• Incorrect: bond is hydrolyzed
    • The aa-tRNA bond has energy for formation of peptide bond
    • A mischarged tRNA reads usual codon but inserts wrong amino acid
    • *Aminoacyl-tRNA synthetase and binding of charged tRNA to the codon are responsible for accuracy of amino acid selection
    • **Tetracyclines bind 30S subunit, preventing attachment of aminoacyl-tRNA
  67. tRNA wobble
    • Accurate base pairing is required only in the first nucleotide positions of an mRNA codon
    • codons differing in the 3rd "wobble" position may code for same tRNA/amino acid (as a result of degeneracy of genetic code)
  68. Eukaryotic ribosome
    Image Upload 17
  69. Protein synthesis
    Activated by GTP hydrolysis, initiation factors (IFs) help assemble the 40S ribosomal subunit with the initiator tRNA and are released when the mRNA and the ribosomal subunit assembles with the complex

    • *ATP-tRNA Activation (charging)
    • GTP-tRNA Gripping and Going places (translocation)
  70. Ribosomal subunits
    Eukaryotes vs prokaryotes
    • Eukaryotes: 40S + 60S → 80S (Even)
    • PrOkaryotes: 30S + 50S → 70S (Odd)
  71. Protein synthesis
    • 1. Aminoacyl-tRNA binds to A site (except for initiator methionine)
    • 2. Ribosomal rRNA ("ribozyme") catalyzes peptide bond formation, transfers growing polypeptide to amino acid in A site
    • 3. Ribosome advances 3 nucleotides toward 3' end of mRNA, moving peptidyl tRNA to P site (translocation)

    • **Think of "going APE"
    • -A site = incoming Aminoacyl-tRNA
    • -P site = accommodates growing Peptide
    • -site = holds Empty tRNA as it Exits
  72. Protein synthesis
    • Stop codon is recognized by release factor
    • completed protein is released from ribosome
  73. Antibiotics that act as protein synthesis inhibitors
    • Aminoglycosides: bind 30S and inhibit formation of initiation complex and cause misreading of mRNA
    • Tetracyclines: bind 30S and block aminoacyl tRNA from entering the acceptor site
    • Chloramphenicol: binds 50S and inhibits peptidyl transferase
    • Macrolides: bind 50S and prevent release of uncharged tRNA after it has donated its amino acid
  74. Posttranslational modifications
    • Trimming: Removal of N- or C-terminal propeptides from zymogens to generate mature proteins
    • Covalent alterations: Phosphorylation, glycosylation, hydroxylation, methylation, acetylation
    • Proteasomal degradation: Attachment of ubiquitin to defective proteins to tag them for breakdown
  75. DNA repair defects
    • Xeroderma pigmentosum: hypersensitivity to UV light → 1000x increase risk for skin cancer
    • Ataxia-telangiectasia: sensitivity to ionizing radiation, immunodeficiency, ataxia beginning at 1-2 years
    • Bloom's syndrome: hypersensitivity to sunlight, leukemias and lymphomas are common, average age of cancer onset 25
    • Hereditary Nonpolyposis Colorectal Cancer (HNPCC): lynch syndrome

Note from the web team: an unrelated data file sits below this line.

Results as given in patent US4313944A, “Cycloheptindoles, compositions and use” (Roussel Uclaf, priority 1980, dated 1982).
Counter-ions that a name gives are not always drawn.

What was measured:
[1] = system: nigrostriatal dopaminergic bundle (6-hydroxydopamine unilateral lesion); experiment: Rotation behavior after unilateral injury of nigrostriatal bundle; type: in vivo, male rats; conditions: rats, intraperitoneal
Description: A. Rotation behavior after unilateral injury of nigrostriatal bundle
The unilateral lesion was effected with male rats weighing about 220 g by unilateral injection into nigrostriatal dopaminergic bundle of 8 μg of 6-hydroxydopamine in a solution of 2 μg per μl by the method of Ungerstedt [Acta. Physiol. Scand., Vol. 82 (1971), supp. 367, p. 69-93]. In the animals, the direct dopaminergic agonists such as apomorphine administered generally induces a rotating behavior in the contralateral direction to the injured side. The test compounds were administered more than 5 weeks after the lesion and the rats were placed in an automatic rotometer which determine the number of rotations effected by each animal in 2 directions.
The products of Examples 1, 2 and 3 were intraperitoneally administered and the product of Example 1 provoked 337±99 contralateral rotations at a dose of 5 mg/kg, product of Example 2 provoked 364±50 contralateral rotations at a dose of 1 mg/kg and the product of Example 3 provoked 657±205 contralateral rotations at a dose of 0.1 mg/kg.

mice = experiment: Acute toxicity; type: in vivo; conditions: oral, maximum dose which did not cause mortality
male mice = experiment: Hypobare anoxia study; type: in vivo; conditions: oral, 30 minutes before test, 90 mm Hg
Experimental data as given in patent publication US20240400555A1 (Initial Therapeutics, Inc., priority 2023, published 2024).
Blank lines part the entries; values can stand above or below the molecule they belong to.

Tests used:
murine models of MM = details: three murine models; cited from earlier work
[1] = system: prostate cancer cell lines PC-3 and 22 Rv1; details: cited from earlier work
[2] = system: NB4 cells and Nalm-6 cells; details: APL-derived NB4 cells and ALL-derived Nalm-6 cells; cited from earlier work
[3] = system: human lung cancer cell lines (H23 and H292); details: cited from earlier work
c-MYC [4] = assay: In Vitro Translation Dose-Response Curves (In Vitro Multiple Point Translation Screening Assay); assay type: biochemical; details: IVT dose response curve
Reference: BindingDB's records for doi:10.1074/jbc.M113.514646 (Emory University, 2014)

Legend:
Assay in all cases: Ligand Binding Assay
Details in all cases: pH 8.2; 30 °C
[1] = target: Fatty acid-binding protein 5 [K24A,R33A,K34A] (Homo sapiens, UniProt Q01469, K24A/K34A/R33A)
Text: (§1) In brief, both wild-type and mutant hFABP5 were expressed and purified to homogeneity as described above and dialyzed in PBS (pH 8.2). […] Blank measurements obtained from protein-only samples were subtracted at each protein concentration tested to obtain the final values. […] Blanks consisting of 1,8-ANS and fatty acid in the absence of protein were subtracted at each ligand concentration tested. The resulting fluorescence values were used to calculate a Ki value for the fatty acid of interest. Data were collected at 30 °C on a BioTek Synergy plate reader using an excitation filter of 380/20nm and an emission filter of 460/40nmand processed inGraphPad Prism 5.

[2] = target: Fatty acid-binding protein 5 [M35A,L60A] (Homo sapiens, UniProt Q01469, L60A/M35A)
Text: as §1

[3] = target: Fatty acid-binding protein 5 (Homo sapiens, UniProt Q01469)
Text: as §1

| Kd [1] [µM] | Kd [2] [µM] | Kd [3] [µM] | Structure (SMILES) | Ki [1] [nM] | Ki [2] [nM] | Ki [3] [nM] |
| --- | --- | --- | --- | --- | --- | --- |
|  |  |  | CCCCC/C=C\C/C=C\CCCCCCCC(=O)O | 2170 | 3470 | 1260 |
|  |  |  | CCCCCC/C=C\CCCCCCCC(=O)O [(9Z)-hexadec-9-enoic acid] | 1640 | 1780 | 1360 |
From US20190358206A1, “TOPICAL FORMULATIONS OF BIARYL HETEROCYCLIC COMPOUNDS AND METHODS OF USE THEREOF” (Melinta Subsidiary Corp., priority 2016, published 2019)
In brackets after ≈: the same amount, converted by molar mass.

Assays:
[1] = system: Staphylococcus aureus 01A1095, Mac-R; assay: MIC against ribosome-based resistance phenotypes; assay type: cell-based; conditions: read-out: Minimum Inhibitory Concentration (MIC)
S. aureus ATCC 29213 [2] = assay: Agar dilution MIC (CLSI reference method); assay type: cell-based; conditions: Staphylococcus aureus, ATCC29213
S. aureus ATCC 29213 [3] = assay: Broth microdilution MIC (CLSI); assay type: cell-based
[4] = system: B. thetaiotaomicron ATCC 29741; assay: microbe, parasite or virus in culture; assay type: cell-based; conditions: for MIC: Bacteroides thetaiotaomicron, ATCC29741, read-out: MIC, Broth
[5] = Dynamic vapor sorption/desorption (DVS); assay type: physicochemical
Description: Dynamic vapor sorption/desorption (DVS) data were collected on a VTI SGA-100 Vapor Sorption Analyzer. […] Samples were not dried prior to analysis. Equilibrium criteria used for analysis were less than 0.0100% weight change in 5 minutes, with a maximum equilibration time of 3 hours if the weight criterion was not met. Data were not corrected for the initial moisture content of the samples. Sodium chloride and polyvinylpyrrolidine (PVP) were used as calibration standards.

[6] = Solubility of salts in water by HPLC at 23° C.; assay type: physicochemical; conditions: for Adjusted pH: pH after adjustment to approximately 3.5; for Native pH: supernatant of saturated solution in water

• BRCA1 and BRCA2: breast, uterine cancer risk
  76. which antibiotic matches the following description?
    • Inhibits 50S peptidyltransferase: Chloramphenicol, streptogramins
    • Binds 50S, blocking translocation: Macrolides, Linezolid
    • Bind 30S, preventing attachment of tRNA: Tetracyclines
    • Inhibits prokaryotic RNA polymerase: Rifampin
    • Inhibits prokaryotic topoisomerase: Fluoroquinolones
    • Inhibits prokaryotic dihydrofolate reductase: TMP
  77. 3 different mechanisms cells employ to breakdown proteins?
    • Ubiquitin mechanism
    • Lysosomal degradation mechanism
    • Calcium-dependent enzyme
  78. What enzyme catalyzes peptide bond formation during protein synthesis?
    Peptidyltransferase (type of ribosime)
  79. What enzyme matches amino acids to tRNA?
    Aminoacyl tRNA synthetase
  80. What are the mRNA stop codons?
    • UGA
    • UAA
    • UAG
  81. What are the different RNA polymerases in euchariotes?
    • RNA polymerase I: codes rRNA
    • RNA polymerase II: transcribes mRNA
    • RNA polymerase III: transcribes tRNA
  82. What amino acid frequently has more coding sequences in the mRNA than are represented in the peptide that is created from that mRNA?
    • Methionine
    • more AUG than methionine in the protein, commonly cleaved off
  83. How is hnRNA processed before it leaves the nucleus?
    • 5' cap
    • Poly-A tail
    • Splicing out of the intron
  84. What are the characteristic sequences of the promotor region? What does a mutation in the sequencec cause?
    • -25 TATA box
    • -75 CAT box

    mutations cause decrease in amount of gene that is transcribed
  85. What enzyme is deficient in Lesch-Nyhan syndrome? What is the treatment?
    • HGPRT;
    • Tx: allopurinol
  86. What structural motifs allow for proteins to bind to DNA?
    • Helix turn helix
    • helix loop helix
    • leucine zippers
    • zinc fingers
Card Set
Biochemistry - molecular
Biochemistry (molecular)